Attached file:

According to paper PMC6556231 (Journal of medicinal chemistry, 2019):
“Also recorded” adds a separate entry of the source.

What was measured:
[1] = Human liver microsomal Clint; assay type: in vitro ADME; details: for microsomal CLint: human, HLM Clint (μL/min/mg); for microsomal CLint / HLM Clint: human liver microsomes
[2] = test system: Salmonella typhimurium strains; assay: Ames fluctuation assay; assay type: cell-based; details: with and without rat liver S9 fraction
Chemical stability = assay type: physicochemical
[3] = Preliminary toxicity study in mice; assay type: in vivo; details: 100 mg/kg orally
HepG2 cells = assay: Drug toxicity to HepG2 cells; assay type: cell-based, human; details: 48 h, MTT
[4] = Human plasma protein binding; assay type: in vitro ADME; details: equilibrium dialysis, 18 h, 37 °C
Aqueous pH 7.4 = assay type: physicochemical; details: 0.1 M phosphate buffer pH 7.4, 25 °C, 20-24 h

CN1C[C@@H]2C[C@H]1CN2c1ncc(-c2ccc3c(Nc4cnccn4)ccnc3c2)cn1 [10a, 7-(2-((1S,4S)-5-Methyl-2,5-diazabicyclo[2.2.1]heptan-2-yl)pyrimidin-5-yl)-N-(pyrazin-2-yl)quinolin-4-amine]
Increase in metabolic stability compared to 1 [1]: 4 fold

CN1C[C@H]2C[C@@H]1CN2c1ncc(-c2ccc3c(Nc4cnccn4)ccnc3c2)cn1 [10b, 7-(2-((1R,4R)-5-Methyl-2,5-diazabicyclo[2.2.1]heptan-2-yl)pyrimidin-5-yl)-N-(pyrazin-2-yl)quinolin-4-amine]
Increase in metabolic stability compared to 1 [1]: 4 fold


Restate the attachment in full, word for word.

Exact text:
According to paper PMC6556231 (Journal of medicinal chemistry, 2019):
“Also recorded” adds a separate entry of the source.

What was measured:
[1] = Human liver microsomal Clint; assay type: in vitro ADME; details: for microsomal CLint: human, HLM Clint (μL/min/mg); for microsomal CLint / HLM Clint: human liver microsomes
[2] = test system: Salmonella typhimurium strains; assay: Ames fluctuation assay; assay type: cell-based; details: with and without rat liver S9 fraction
Chemical stability = assay type: physicochemical
[3] = Preliminary toxicity study in mice; assay type: in vivo; details: 100 mg/kg orally
HepG2 cells = assay: Drug toxicity to HepG2 cells; assay type: cell-based, human; details: 48 h, MTT
[4] = Human plasma protein binding; assay type: in vitro ADME; details: equilibrium dialysis, 18 h, 37 °C
Aqueous pH 7.4 = assay type: physicochemical; details: 0.1 M phosphate buffer pH 7.4, 25 °C, 20-24 h

CN1C[C@@H]2C[C@H]1CN2c1ncc(-c2ccc3c(Nc4cnccn4)ccnc3c2)cn1 [10a, 7-(2-((1S,4S)-5-Methyl-2,5-diazabicyclo[2.2.1]heptan-2-yl)pyrimidin-5-yl)-N-(pyrazin-2-yl)quinolin-4-amine]
Increase in metabolic stability compared to 1 [1]: 4 fold

CN1C[C@H]2C[C@@H]1CN2c1ncc(-c2ccc3c(Nc4cnccn4)ccnc3c2)cn1 [10b, 7-(2-((1R,4R)-5-Methyl-2,5-diazabicyclo[2.2.1]heptan-2-yl)pyrimidin-5-yl)-N-(pyrazin-2-yl)quinolin-4-amine]
Increase in metabolic stability compared to 1 [1]: 4 fold